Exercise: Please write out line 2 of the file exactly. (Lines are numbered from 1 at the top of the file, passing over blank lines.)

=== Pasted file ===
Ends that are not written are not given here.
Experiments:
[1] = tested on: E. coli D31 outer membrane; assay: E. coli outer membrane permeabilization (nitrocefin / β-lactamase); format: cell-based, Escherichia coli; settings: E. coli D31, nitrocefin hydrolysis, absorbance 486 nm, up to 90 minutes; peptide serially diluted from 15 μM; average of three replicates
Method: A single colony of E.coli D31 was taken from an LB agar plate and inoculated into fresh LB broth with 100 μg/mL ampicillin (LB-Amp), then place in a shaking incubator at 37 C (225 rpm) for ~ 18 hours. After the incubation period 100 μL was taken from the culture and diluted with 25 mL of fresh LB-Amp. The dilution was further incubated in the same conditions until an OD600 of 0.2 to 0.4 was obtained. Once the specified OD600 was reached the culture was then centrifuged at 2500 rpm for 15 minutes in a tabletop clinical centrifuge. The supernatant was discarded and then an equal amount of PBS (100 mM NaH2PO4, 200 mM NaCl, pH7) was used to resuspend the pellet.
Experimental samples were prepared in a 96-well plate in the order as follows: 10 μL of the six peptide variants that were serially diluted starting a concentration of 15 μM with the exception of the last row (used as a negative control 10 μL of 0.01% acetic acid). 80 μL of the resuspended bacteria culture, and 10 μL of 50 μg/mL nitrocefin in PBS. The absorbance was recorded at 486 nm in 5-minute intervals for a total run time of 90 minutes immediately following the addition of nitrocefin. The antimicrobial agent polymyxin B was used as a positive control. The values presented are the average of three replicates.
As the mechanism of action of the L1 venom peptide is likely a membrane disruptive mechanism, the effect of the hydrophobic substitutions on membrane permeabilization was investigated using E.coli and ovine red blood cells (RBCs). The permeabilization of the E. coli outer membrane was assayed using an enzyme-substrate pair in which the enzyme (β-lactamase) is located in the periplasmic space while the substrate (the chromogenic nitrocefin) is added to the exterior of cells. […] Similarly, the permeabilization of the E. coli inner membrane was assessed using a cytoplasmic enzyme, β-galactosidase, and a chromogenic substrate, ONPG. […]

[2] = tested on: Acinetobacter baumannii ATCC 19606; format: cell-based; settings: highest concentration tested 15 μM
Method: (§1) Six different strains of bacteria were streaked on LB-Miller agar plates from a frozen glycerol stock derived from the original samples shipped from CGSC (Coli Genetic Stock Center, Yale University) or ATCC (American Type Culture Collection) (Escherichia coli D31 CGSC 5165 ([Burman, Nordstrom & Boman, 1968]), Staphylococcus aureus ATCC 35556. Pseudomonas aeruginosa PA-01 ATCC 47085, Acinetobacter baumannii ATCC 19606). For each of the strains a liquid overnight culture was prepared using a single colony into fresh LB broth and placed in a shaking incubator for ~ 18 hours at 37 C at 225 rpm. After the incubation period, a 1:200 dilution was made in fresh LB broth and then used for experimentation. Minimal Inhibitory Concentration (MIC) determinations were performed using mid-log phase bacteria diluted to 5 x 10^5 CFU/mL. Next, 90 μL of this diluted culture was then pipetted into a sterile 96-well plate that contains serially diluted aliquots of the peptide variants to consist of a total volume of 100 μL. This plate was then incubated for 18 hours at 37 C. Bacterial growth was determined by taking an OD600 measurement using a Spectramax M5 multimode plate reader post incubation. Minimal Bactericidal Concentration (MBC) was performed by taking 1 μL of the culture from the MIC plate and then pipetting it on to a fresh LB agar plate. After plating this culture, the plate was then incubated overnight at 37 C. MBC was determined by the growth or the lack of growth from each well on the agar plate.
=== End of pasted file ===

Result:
Experiments: